Exercise 1.4: Inserting HTML tags within a script

Open the following file in your VS Code and web browser:

exercise-1-4.html

It contains the following script.

document.write("A heading. Some text with bold formatting.");

Edit the script code as shown below.

document.write("<h1>A heading<\/h1><p>Some text with <b>bold<\/b> formatting.<\/p>");

(You should type the above code on a single line.)

Save your web page and reload your web browser.

The result should look as shown below.

JavaScript

You can close the exercise-1-4.html file when finished.

About single and double quotes

In JavaScript you can enclose a string within either single or double quotes. A web browser displays the following two strings in exactly the same way:

document.write("This is a sample string.");
document.write('This is a sample string.');

JavaScript programmers tend to prefer double quotes because they may want to include some text within single quotes in a string.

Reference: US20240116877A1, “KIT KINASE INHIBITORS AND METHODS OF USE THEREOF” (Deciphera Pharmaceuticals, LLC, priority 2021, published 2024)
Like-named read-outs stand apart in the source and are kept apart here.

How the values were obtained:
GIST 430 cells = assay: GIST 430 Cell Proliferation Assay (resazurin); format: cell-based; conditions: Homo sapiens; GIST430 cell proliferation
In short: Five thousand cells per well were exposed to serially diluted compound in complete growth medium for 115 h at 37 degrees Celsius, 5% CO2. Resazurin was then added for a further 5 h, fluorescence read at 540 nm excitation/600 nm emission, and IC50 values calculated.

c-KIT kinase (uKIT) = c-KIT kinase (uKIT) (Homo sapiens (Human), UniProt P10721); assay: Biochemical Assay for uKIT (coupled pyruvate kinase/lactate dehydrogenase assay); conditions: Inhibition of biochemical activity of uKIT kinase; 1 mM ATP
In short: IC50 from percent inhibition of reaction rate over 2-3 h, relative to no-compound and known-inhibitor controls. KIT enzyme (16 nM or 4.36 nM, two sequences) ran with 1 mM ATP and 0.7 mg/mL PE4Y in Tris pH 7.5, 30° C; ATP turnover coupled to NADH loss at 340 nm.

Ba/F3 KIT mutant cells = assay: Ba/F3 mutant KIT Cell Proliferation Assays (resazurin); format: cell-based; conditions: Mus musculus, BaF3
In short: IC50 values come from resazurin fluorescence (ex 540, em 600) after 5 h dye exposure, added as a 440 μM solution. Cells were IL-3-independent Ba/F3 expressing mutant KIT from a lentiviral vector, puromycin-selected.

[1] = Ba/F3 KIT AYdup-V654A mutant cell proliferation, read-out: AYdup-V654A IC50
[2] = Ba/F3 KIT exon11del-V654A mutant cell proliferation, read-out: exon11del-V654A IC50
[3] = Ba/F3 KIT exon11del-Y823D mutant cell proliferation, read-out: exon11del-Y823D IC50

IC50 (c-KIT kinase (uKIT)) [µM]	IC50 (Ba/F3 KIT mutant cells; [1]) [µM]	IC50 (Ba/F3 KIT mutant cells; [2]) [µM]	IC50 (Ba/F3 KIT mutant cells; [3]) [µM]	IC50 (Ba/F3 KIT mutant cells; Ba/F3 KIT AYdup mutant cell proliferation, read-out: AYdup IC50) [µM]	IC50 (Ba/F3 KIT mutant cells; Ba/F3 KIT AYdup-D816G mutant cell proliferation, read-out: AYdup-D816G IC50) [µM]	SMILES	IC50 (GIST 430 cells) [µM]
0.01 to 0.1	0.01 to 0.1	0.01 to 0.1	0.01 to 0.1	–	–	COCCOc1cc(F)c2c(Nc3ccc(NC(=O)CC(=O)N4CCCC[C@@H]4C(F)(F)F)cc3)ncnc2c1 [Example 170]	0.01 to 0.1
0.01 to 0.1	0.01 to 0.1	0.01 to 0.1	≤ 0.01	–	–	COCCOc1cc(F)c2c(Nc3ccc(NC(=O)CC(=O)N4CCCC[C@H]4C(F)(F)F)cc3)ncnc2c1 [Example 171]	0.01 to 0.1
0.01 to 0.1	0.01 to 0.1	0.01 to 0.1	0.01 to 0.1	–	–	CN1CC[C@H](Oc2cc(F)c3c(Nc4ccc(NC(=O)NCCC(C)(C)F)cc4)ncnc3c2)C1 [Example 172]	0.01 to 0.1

Creating line and paragraph breaks

The web browser does not insert a line break after a document.write() statement. In your VS Code, the following might look like four separate text lines.

document.write("One for sorrow,");
document.write("Two for joy.");
document.write("Three for a girl,");
document.write("And four for a boy.");

But in the web browser these four document.write() statements display as shown.

JavaScript

To insert line breaks you could include a separate document.write() statement for line break.

document.write("One for sorrow,");
document.write("<br>");
document.write("Two for joy.");
document.write("<br>");
document.write("Three for a girl,");
document.write("<br>");
document.write("And four for a boy.");

A more common approach is to include the line break at the end of the document.write() statement.

document.write("Three for a girl,<br>");
JavaScript